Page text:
Selling Between Two Worlds (1944) Is A Life-Or-Death Call
It's stating the obvious that folks in wartime wondered lots more about what happens to us after death. What better time, then, to remake Outward Bound, an old stage property that explored souls in transit to a next world. There had been screen adapt in 1930, not especially good then, and creaky today as old talkies can get. Between Two Worlds updates the tale to backdrop of fresh conflict, its characters blown up in the blitz and set forth together on route to Heaven or Hell, determined by conduct of each in life. The property has built-in appeal, as who doesn't wonder what afterlife's pay-off will be? Is it really so simple as good rewarded, greed/avarice punished? Between Two Worlds would have us think so. It needs no leap of faith to imagine sweet Sara Allgood en route to paradise, or likeable lunkhead George Tobias bound for same, nor do we doubt George Coulouris headed for hotter clime. Suspense, then, is left to whether attempted suicides Paul Henreid and Eleanor Parker will answer for their misdeed, or if cynic idler John Garfield will burn for mere bad attitude. What if final judgment does operate so neatly as movies portray it?
"Lasting Love" was ad-tendered as Theme of Between Two Worlds, a misnomer of sorts, for who had nerve to declare it was all about death? In midst of war, this could spell doom to ticket-selling. Still a majority in 1944 had to contemplate loss, movies the means by which grim thoughts could be pushed from conscious minds for a few hours at least. This may explain well as anything how Hollywood enjoyed its World War boom. Publicity for Between Two Worlds walked a slick rope by comparing the title's implied journey to hereafter with servicemen "between two worlds" of peace at home and "a place unknown to them," this illuminating a need for us to keep in closer touch with them via letters and parcels. Warners was cautious then, to conceal what Between Two Worlds was really about. Ads told everything but the truth about this attraction, a given where selling of uncertain product went, but here was a curtain drawn tight against a theme thought risky no matter how patronage might be moved by it. Brave showmen could go the more explicit route, as did management of the Newman Theatre in Kansas City, a test run for which WB and the Newman art shop prepared ads to spell out the death theme and emphasize that Between Two Worlds was “Too Eerie For Children.” Ads I found from elsewhere went safer ways, with romance and a star cast the emphasis, but these Newman samples must be admired for laying a dicey theme on the line.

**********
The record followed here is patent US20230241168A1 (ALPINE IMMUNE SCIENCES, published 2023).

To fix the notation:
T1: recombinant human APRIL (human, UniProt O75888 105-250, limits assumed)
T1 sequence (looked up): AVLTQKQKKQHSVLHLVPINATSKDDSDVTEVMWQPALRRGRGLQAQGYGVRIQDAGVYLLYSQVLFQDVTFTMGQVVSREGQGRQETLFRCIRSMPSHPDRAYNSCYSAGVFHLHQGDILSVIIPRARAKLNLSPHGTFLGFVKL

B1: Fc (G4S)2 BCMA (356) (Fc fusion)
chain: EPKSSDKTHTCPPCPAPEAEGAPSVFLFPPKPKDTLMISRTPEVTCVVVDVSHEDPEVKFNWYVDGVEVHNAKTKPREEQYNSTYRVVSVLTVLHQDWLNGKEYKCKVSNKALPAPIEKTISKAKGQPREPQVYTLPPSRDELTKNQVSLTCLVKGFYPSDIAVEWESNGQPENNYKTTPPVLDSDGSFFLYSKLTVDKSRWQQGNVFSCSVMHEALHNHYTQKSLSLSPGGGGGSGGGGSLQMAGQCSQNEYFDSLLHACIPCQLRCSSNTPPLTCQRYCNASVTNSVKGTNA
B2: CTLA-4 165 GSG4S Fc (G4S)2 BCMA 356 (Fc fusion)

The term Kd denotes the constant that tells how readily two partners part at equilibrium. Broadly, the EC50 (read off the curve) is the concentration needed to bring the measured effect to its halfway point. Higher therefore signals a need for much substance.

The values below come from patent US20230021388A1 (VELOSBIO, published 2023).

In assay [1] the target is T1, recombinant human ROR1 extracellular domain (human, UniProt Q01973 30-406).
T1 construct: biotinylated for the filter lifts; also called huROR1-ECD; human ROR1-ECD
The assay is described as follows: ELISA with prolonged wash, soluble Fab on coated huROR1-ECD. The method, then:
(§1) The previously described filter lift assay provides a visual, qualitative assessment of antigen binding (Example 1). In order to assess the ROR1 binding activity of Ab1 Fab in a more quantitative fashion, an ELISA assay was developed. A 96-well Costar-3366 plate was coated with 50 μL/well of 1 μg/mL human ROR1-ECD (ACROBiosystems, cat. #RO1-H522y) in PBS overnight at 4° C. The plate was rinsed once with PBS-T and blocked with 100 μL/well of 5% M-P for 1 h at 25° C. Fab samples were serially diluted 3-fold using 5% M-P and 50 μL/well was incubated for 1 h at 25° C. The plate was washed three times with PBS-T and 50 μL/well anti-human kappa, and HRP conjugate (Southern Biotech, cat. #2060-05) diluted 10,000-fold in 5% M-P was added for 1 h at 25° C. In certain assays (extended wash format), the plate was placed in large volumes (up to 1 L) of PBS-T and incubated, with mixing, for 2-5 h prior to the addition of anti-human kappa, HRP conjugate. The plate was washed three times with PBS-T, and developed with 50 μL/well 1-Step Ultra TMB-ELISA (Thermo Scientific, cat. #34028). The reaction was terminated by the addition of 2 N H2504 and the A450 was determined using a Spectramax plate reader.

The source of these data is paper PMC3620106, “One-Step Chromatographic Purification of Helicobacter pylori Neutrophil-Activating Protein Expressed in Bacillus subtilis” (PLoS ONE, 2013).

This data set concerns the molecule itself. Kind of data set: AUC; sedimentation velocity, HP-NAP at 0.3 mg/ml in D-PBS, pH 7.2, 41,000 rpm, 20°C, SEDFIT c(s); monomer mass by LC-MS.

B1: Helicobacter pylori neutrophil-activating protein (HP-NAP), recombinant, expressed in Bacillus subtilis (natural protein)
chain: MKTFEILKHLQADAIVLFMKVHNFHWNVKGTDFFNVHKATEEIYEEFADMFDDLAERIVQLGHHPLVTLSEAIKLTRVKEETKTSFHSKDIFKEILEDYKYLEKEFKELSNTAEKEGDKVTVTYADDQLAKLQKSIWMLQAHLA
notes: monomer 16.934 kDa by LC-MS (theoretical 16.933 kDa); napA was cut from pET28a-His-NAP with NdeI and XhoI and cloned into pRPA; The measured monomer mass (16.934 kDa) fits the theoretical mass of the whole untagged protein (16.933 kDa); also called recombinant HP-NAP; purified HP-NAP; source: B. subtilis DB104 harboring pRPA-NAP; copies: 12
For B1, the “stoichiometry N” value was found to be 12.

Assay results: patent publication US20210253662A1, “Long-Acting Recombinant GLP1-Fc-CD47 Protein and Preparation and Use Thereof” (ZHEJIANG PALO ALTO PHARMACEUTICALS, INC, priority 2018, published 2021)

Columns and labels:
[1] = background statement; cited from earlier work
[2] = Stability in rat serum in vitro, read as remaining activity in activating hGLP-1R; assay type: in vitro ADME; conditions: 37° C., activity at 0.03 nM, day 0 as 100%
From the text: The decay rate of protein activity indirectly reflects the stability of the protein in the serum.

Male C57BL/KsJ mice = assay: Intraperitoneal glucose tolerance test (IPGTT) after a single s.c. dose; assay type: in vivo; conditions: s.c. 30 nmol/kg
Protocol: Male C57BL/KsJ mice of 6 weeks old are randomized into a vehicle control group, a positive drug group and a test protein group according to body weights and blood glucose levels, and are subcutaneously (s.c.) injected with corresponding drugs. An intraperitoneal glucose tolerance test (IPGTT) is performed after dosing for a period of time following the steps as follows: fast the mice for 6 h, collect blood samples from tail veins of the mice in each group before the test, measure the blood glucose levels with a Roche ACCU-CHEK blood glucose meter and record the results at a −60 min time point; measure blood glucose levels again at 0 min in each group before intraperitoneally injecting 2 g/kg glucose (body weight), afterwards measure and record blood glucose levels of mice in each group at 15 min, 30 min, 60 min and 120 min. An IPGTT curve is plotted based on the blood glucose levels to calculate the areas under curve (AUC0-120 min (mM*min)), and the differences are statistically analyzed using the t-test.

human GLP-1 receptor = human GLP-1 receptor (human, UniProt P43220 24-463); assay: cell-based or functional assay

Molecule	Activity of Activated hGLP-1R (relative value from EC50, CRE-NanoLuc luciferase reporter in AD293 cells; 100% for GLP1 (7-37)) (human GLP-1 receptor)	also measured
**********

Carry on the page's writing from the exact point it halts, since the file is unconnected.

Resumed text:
Cleveland Opts for Safe Selling
"We're Headed For Heaven Or Plenty Of Trouble" says wiseacre John Garfield in promotional art, which could mean anything other than the Heaven this film is about, but on the other hand, who could complain they were misled? Studio press laid off that distinction and focused on offscreen Garfield as good-cheer ambassador for soldiers far afield. His volunteering to entertain troops got much emphasis. Had Garfield's public been served with notice of the star's compromised health? A bad heart kept him from taking up arms, but no one served so unselfishly on a homefront and at hazardous ports of call. Being primary marquee name put Garfield at center of virtually all ads, the better to conceal actual content of Between Two Worlds. An ensemble cast delivers well, this an occasion for actors to overcome type casting that dogged much of screen work, or to shade those types with richer-than-usual characterization. If less of it jells than we'd like, there are those efforts, plus novelty of the set-up. What's more arresting than a ship bound from the here to the hereafter? Between Two Worlds was profitable without being notably so. A best feature in hindsight might be the score by Erich Wolfgang Korngold, reason by itself to have the Warner Archive DVD or catch Between Two Worlds next time on TCM.